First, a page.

After Sabin spent a year interning at Johns Hopkins Hospital, she was awarded a research fellowship by the Baltimore Association for the Promotion of University Education for Women. She published two well-received papers and in 1902, became the first female faculty member at Johns Hopkins. In 1917, sheearned the title of full professor.

In 1924, she was named the first female president of the American Association of Anatomists.
A year later, she became the first woman to be elected into the National Academy of Sciences.

Sabin served as a professor at Hopkins until 1925, earning praise and adoration from her students and respect from her colleagues. She did important research on the lymphatic system, blood vessels, and connective tissues. She also mastered the technique for studying living cells.

Although Sabin enjoyed teaching and the company of her colleagues, she was more drawn to research and laboratory work. She left Hopkins to serve as the head of the Department of Cellular Studies at the Rockefeller Institute for Medical Research. Here too, she was a pioneer for her gender- Sabin became the first woman to receive full membership at the Rockefeller Institute. She stayed at Rockefeller for 13 years, making tremendous contributions to the understanding and treatment of tuberculosis.

Sabin retired from her research career in 1938, and moved back to Colorado to live with her sister. But her contributions to the public good didn't end there. She was asked to chair several municipal committees focused on improving health services in the state. As the Manager of the Denver Department of Health and Charities in the 1950s, Sabin launched an ambitious campaign to improve Colorado's sanitation, enforce the health code for restaurant owners and food suppliers, and screen residents for tuberculosis and syphilis. Within two years, the incidence of tuberculosis in Denver dropped from 54.7 to 27 per 100,000 people. The incidence of syphilis also decreased from 700 to 60 per 100,000 residents.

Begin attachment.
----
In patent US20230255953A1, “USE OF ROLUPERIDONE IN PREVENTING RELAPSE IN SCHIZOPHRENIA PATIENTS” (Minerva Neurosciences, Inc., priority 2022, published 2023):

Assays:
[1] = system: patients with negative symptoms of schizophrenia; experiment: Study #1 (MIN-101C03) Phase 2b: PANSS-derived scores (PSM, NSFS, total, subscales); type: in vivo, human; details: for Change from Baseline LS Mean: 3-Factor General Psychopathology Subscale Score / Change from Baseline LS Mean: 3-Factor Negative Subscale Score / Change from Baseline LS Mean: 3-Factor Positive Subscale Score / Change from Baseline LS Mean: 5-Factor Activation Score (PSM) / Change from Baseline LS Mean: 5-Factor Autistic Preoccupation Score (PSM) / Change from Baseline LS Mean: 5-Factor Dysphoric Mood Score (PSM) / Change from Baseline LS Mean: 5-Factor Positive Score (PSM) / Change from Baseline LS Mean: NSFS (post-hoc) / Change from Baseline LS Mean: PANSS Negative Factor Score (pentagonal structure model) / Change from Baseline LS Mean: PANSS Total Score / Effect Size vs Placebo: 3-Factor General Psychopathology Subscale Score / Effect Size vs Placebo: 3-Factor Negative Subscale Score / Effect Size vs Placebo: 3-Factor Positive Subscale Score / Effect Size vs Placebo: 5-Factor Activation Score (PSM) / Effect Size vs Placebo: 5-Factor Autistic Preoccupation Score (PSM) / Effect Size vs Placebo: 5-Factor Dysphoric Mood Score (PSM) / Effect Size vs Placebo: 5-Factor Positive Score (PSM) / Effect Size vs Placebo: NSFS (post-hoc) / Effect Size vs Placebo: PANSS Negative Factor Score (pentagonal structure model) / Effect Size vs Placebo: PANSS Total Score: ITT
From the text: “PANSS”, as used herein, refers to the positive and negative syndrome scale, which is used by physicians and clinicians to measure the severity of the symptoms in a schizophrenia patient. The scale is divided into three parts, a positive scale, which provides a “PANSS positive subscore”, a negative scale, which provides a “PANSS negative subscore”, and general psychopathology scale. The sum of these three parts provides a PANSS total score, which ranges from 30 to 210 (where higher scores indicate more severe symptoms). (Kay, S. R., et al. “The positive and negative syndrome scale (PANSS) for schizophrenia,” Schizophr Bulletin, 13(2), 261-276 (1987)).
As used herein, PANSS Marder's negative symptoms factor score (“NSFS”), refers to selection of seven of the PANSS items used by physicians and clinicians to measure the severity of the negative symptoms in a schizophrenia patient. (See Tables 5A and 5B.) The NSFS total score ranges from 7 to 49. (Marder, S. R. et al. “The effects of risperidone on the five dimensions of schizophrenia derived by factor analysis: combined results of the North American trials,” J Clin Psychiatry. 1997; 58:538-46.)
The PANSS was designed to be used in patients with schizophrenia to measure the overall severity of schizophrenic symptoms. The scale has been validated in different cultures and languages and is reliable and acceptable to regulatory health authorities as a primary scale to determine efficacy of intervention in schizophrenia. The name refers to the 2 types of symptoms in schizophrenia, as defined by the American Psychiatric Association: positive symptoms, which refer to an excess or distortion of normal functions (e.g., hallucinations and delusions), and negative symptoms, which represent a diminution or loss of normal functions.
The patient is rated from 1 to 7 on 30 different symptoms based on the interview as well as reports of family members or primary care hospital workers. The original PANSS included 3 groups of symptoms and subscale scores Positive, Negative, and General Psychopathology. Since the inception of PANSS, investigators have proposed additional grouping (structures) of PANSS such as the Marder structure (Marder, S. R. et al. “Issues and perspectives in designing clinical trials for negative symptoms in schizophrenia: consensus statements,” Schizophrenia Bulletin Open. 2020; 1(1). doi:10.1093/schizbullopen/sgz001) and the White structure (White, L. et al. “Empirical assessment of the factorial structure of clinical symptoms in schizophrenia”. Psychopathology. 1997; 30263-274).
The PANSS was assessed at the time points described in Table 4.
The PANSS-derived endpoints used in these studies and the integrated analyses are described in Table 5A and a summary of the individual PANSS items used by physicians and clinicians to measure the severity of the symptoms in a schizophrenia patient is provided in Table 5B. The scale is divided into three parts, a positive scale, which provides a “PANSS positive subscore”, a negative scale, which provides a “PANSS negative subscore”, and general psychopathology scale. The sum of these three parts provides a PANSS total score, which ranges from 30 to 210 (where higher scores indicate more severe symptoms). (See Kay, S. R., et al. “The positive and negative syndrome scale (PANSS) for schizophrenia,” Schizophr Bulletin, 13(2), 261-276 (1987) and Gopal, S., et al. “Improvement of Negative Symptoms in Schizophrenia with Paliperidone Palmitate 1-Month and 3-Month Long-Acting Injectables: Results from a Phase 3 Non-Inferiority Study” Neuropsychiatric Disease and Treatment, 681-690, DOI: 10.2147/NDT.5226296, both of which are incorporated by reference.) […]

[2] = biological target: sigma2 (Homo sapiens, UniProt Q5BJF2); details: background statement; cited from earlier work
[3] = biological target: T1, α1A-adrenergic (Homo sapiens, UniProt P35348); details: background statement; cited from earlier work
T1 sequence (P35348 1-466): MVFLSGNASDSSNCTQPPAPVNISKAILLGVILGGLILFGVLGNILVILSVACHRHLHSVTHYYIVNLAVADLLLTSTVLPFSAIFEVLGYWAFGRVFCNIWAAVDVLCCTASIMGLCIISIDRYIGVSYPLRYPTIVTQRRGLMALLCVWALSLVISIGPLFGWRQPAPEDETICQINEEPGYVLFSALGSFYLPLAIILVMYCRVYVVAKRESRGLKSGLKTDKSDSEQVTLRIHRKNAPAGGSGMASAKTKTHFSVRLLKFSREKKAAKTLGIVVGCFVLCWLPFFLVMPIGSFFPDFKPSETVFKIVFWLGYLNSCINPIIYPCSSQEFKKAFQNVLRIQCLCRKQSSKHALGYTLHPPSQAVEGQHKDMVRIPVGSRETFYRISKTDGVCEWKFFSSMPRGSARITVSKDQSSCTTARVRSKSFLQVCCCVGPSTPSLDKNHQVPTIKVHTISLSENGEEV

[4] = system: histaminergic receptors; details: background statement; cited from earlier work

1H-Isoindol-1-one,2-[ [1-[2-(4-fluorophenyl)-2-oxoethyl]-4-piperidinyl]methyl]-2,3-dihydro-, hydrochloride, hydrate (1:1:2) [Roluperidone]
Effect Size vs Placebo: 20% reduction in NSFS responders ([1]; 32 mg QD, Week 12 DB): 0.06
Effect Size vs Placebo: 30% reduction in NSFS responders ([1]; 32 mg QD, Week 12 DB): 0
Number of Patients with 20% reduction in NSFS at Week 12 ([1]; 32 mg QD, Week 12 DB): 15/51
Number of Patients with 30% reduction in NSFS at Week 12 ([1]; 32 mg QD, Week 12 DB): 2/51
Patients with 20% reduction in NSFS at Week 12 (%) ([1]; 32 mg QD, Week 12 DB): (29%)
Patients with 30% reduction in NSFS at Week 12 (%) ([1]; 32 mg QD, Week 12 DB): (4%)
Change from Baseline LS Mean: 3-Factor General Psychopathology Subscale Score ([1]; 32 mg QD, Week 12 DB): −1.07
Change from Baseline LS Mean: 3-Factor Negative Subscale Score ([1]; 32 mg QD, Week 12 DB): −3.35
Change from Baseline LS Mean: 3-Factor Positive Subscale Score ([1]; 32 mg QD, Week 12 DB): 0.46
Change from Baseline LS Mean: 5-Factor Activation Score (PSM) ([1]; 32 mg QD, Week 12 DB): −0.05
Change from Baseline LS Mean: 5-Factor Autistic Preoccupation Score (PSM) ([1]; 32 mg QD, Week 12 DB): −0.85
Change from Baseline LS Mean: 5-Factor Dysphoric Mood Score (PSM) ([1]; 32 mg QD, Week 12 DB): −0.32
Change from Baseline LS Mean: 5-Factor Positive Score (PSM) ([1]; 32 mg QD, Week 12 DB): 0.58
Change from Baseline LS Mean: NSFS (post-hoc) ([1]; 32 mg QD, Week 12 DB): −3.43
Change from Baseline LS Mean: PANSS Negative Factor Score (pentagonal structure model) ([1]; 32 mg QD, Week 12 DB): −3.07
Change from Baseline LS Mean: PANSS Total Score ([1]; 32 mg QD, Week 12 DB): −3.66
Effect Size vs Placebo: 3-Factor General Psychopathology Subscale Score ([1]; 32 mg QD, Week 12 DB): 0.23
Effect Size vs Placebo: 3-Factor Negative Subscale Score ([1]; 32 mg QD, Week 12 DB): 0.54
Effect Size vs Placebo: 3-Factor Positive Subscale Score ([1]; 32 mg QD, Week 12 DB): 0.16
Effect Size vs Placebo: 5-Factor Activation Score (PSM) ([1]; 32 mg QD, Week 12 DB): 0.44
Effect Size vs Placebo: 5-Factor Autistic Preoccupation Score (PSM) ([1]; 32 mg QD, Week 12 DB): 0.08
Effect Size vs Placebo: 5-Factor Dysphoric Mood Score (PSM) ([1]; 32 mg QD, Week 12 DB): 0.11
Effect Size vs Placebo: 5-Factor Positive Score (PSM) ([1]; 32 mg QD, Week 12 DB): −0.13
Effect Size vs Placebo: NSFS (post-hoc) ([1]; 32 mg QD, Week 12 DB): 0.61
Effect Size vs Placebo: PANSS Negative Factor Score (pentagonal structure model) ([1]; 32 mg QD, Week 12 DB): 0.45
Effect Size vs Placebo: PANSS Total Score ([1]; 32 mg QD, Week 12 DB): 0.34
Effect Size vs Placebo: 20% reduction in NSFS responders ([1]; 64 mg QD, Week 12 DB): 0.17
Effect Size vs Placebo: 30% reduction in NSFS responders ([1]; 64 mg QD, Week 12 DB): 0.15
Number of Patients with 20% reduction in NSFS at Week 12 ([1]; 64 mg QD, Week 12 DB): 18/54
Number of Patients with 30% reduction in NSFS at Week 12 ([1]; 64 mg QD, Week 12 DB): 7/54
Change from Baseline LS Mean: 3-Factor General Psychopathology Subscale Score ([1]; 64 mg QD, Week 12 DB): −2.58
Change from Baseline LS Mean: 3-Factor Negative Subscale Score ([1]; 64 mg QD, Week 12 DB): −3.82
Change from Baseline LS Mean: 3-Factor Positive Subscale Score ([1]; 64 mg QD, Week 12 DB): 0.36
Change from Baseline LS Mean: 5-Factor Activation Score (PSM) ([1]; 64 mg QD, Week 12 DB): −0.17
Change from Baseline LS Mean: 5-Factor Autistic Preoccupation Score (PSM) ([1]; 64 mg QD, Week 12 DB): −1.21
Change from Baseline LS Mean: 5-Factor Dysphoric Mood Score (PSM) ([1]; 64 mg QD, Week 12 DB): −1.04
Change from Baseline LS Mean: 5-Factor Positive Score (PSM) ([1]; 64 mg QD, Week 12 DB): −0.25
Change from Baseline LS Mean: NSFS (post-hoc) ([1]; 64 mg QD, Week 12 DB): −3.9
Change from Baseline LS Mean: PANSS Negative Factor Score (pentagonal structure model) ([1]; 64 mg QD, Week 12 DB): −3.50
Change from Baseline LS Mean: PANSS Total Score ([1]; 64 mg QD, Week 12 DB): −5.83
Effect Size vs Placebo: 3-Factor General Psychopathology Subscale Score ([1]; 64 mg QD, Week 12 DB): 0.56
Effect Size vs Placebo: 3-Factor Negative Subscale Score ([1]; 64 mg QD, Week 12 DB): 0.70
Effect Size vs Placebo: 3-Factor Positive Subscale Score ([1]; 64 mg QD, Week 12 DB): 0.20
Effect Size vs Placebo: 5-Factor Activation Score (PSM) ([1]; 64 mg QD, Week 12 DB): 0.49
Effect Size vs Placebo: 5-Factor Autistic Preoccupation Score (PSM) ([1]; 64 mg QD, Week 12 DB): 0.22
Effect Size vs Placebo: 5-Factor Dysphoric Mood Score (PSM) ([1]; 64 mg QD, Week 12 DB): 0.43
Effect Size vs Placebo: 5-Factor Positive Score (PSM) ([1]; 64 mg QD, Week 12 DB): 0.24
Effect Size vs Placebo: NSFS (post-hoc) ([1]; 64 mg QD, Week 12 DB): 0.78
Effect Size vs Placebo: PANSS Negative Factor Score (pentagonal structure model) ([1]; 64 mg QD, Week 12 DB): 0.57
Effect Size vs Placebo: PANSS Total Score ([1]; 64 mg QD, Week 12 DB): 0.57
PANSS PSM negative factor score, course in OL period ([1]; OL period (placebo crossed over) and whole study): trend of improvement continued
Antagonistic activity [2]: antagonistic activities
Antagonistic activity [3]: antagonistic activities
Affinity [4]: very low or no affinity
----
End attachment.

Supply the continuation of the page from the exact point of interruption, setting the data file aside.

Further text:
Sabin died of a heart attack on October 3, 1953 in her living room chair. In 1959, Colorado placed a statue of Sabin in the National Statuary Hall of the U.S. Capitol, where she is still in a small company of women.

Related:


You Must Be Logged In To Post A Comment

Advertise
Increase Your
Brand Awareness
Auctions + Private Sales
Get The
Best Price
Buy Equipment/Parts
Find The
Lowest Price
Daily News
Read The
Latest News
Directory
Browse All
DOTmed Users
Ethics on DOTmed
View Our
Ethics Program
Gold Parts Vendor Program
Receive PH
Requests
Gold Service Dealer Program
Receive RFP/PS
Requests
Healthcare Providers
See all
HCP Tools
Jobs/Training
Find/Fill
A Job
Parts Hunter +EasyPay
Get Parts
Quotes
Recently Certified
View Recently
Certified Users
Recently Rated
View Recently
Certified Users
Rental Central
Rent Equipment
For Less
Sell Equipment/Parts
Get The
Most Money
Service Technicians Forum
Find Help
And Advice
Simple RFP
Get Equipment
Quotes
Virtual Trade Show
Find Service
For Equipment
Access and use of this site is subject to the terms and conditions of our LEGAL NOTICE & PRIVACY NOTICE
Property of and Proprietary to DOTmed.com, Inc. Copyright ©2001-2018 DOTmed.com, Inc.
ALL RIGHTS RESERVED